Thursday, 11 May 2017

X-Files Rewatch | Fresh Bones

source: Fox 

Told you I’d be back. Maybe not as soon as I thought I would be – I still have four essays to write until I’m officially done with university – but I’m trying to get back into a routine of posting these rewatches every Wednesday/Thursday. Especially since the show is coming back for an eleventh season next year, so at least there is a reason for me to carry this on. 

I promise I’ll finish this rewatch this time around. Promise. 

Anyway, now that we’re back into the swing of things, it’s time to review another stand-alone episode that I completely forgot about. Whilst researching the background behind this episode, ‘Fresh Bones’ was actually the highest rated episode of The X-Files first two seasons. I don’t particularly know why, as Todd VanDerWerff pointed out in his review for The A.V. Club, “There’s good stuff in ‘Fresh Bones’, but the bulk of the episode disappoints.”

I’d have to agree with VanDerWerff on this one, especially since I couldn’t remember the episode from the multiple times I’ve seen the entire series.

Much like many X-Files episodes, the premise is intriguing and the narrative is strong (in places); it’s the messy pacing and multiple plot-points that lets ‘Fresh Bones’ down. ‘Fresh Bones’ follows Mulder and Scully as they investigate the mysterious death of Private Jack McAlpin. McAlpin crashes his car into a tree marked with a voodoo symbol following two hallucinatory incidents, leading to suspicion surrounding voodoo that lies within a Haitian refugee compound.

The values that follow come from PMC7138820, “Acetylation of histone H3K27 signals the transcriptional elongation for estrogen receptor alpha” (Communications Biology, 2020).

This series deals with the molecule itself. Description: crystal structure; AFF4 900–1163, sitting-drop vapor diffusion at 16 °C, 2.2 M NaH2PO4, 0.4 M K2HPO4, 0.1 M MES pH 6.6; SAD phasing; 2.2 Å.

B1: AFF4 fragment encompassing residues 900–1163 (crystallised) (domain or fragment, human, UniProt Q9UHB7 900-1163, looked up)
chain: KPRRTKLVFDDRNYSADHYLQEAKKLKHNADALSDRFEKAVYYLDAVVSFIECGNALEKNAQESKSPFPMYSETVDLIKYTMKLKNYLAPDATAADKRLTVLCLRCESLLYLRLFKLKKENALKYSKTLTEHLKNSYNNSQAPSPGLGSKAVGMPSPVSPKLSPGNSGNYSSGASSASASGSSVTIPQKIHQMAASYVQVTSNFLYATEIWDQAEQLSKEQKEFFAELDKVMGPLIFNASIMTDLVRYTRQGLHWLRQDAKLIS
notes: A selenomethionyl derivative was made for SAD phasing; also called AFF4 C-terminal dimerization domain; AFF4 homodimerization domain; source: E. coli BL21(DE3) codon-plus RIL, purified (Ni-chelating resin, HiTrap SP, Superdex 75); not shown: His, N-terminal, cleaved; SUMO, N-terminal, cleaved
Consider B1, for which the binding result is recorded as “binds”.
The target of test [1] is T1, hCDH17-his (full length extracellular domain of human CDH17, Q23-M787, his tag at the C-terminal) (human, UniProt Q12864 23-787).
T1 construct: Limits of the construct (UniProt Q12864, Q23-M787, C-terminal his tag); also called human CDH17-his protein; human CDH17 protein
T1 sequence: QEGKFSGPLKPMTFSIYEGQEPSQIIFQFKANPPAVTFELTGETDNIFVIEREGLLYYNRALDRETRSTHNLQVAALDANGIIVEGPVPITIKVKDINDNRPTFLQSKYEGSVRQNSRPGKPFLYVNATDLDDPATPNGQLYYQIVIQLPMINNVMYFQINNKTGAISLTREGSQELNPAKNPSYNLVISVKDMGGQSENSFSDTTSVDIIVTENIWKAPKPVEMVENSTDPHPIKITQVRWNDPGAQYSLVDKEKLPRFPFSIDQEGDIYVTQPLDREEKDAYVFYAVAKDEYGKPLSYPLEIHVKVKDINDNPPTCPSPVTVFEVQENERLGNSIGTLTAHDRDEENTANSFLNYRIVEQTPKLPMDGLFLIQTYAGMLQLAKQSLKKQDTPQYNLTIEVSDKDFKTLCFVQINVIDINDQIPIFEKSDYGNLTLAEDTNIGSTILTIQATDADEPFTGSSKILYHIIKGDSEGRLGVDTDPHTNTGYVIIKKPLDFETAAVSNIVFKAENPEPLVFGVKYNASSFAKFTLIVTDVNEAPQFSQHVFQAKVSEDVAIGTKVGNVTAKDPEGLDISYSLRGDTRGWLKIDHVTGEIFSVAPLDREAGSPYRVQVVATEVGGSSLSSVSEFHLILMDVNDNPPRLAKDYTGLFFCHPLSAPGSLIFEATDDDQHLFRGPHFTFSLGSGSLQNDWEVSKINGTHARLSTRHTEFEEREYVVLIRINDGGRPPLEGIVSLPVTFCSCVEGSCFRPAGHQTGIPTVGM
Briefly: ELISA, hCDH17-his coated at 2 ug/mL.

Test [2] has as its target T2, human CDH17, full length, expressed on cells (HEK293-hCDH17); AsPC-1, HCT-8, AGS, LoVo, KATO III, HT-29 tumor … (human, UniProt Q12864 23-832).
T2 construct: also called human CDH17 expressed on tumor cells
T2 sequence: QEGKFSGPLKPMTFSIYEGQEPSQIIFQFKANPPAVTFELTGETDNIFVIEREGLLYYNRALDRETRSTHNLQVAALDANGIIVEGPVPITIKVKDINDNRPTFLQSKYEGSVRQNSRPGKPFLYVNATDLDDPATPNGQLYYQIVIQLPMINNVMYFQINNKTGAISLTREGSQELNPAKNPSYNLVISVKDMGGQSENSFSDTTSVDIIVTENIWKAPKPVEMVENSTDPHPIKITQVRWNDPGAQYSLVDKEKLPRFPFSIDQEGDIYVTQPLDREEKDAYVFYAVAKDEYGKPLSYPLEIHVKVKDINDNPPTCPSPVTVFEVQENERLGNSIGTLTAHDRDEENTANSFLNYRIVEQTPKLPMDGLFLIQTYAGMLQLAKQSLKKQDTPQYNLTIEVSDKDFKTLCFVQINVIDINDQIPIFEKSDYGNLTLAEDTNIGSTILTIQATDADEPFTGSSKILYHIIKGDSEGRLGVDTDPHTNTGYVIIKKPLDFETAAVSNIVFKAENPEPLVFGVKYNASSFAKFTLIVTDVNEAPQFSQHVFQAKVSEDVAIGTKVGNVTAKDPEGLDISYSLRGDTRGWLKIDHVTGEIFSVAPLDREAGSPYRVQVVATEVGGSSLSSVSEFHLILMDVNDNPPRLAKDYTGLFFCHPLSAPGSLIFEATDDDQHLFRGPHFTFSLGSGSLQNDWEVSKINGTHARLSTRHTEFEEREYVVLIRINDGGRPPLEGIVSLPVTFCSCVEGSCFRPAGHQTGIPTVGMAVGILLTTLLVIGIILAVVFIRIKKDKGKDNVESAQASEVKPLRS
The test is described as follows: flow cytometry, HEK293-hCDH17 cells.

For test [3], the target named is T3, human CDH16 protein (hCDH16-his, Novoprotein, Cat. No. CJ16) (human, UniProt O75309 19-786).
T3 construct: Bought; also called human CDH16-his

This is one of the only times that the show specifically comments on the political climate of the time – in this instance the crisis unfolding in Haiti. Howard Gordon was inspired to write the episode after reading two articles regarding the suicides of servicemen in Haiti, and Haitian refugees fleeing to the United States to escape the political and economic chaos unfolding in their country. This is further solidified by X’s involvement in Mulder and Scully’s investigation of the refugee camp: 

MULDER: I was surprised to get your card. I’d assumed our last contact would be our last. Why are you here?
X: Your investigation is faltering, Agent Mulder.
MULDER: We’ve got a renegade marine who might be violating every human right provision-